Carolla and company started off this Monday episode with a July Fourth rant; there’s always a meta issue Adam couches in one of his “society” diatribes. This one was about kids and driver’s licenses; more specifically the assumption that 16 year olds just aren’t that interested in procuring them these days. Sure, it was just a talking point to play with while the show revved up, but it got me thinking:
Particularly about traditional rights of passage for Americans. A license used to mean freedom, real and imagined. It meant you could get into a car and drive wherever you wanted, free from the constraints of your nosy parents. Effectively, the internet and social media, have provided youngsters with what the license once promised: freedom. Its implications are pretty huge.
Gone are the days of literally escaping your parents’ rules. You don’t have to physically leave to leave anymore. You can just grab an iPad and rebel away. One could even argue that podcasts offer similar avenues of escape only recently afforded to us. So maybe that stone was best left unturned. But thank you for that tidbit of anthropological reflection, Mr. Carolla. It stuck with me.
After 15 minutes of driver’s license discussion and a story involving Carolla’s nephew Caspar, Jay Mohr showed up, and the blitz began. Mohr is the consummate comedian; he rarely drops the ball. Like David Allen Grier, Mohr is one of Carolla’s more consistently funny guests. His ability to channel Colin Quinn is uncanny. And his Eddie Vedder is priceless.
He does have a tendency to bulldog his way through a segment though. See if you can pick up on Bryan’s frustration as Mohr crushes every sentence of his “Baldywood” segment. It’s funny, but one gets a glimpse of the Mohr once reviled by the entertainment community.
Monday afternoon, two bombs at the finish line of the Boston Marathon exploded, killing three people, one of which was an 8-year-old child. More than 100 people were injured.
Podcasters React to the Boston Marathon Bombings
Marc Maron, a comedian who began his career in Boston told the Twittershpere how he felt about yesterday’s tragedy, succinctly: Evil fucks did this. Sad. #Boston
Patton Oswalt offered a slightly more pragmatic take on the event:
Former co-host of the Adam Carolla Show Teressa Strasser channeled a well-known doctor’s thoughts: To paraphrase @drdrew on @DrDrewHLN tonight, leaning into close relationships is the best way to handle trauma and grief.
Joe Rogen retweeted another MD’s sentiment and linked to the Instagram below: Hug your kids a little more lovingly today. Pray for Boston & remember that it could’ve been any of us.
Joe Rogen retweeted this photo
Dave Anthony, founder of the Los Angeles Podcast Festival, and host of Walking the Room, weighed in as well: Horrible day. Remember to hug your kids and then spend the rest of the day and night on twitter seeing what people you don’t know think
It probably says a lot about me that I look to others to know how to react to national tragedies. But growing up in a country unfamiliar with this brand of violence, I’m prone to a unique viewpoint. I compile an assortment of logical opinions before I lock in on my own.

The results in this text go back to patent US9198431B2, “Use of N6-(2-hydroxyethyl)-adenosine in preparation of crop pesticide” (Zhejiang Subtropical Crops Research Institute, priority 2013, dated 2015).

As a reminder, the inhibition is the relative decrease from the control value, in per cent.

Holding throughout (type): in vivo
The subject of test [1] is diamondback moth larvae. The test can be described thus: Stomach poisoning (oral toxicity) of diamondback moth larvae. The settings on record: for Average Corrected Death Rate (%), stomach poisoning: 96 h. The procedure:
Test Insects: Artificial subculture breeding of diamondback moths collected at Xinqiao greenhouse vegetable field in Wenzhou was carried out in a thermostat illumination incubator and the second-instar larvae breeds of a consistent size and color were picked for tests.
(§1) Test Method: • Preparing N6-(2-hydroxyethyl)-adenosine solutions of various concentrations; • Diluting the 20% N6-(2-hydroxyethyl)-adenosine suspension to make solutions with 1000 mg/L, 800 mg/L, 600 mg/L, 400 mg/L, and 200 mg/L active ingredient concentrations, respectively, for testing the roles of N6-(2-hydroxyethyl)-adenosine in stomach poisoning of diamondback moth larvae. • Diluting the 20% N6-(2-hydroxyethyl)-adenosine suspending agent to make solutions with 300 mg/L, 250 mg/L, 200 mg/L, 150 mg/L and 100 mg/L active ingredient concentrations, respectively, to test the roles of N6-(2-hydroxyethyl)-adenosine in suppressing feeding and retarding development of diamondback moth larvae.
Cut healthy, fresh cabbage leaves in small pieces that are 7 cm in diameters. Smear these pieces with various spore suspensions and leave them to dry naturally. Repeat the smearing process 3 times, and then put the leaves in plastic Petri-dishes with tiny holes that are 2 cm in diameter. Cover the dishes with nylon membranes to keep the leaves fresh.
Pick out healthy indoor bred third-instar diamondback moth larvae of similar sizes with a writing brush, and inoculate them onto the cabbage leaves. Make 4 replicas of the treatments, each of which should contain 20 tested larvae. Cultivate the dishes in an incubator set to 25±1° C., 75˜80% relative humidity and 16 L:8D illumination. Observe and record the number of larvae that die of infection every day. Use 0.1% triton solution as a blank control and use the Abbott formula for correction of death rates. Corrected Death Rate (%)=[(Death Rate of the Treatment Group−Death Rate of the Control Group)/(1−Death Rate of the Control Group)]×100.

Note, I said “logical opinions.” The self-serving shit makes my gums hard. Not at other countries, or the people living in those countries, mostly just at the people who react inappropriately. I had to block about five “friends” who used the bombing as an opportunity to show off their keen insight into global politics. Let the dust settle before the sanctimony begins, people.
Making podcasting a viable, income-generating medium was THE big challenge at my favorite pastime’s onset. Public radio was doing it for listenership. They monetized these audio syndicated feeds by adding a bumper from one of their grant providers: “This podcast was made possible by a grant from the Annie E. Casey Foundation (tagline, blah, blah,blah) …” But as the comedy podcast found its footing, the conversation often revolved around making these valuable pieces of attention real estate profitable to the podcaster.
We started hearing the occasional plug in the intros, then we started hearing what could only be described as commercials plopped in the middle of a segment. They’ve not become disruptive or even annoying for the most part. Some podcasters can get a little ambitious with some of his spots. But why shouldn’t they? I have no qualms with anyone getting paid for providing the world (me) with entertainment. “Help keep the pirate ship afloat,” as Adam Carolla says. He built a lot of his empire on ad money and I am grateful for his daily musings on LA traffic and parenthood. Maybe that’s why I was a little pissed off with the Michael Dubin of Dollar Shave Club episode.
The show started out with “live” calls from Carolla’s listeners, couched under the “Mr. Brightside” guise. The first two sounded so artificial I had to stop listening. One was a “Southern” man with diabetes who’d lost two toes and was all torn up about the Final Four, which surprise surprise, segued nicely into a plug for one of Carolla’s sponsors. The second caller was what sealed the deal; it was just too fake to continue.
Granted, I didn’t stick around for the Michael Dubin interview, but it was pretty clear where things were going. I’ve heard the spots for Dollar Shave Club, the company Dubin represents, and I didn’t really see how a long-form interview with the dude could be anything more than a commercial.
Now I understand this episode could’ve been the result of a last-minute cancellation, and Dubin happened to be hanging around the studio, getting some face time in. I’m sure that kind of thing happens all the time. My biggest fear is that Carolla has made some deals with some of his sponsors, and gotten them to pony up for long integrated spots, couched as interviews. We’ll see.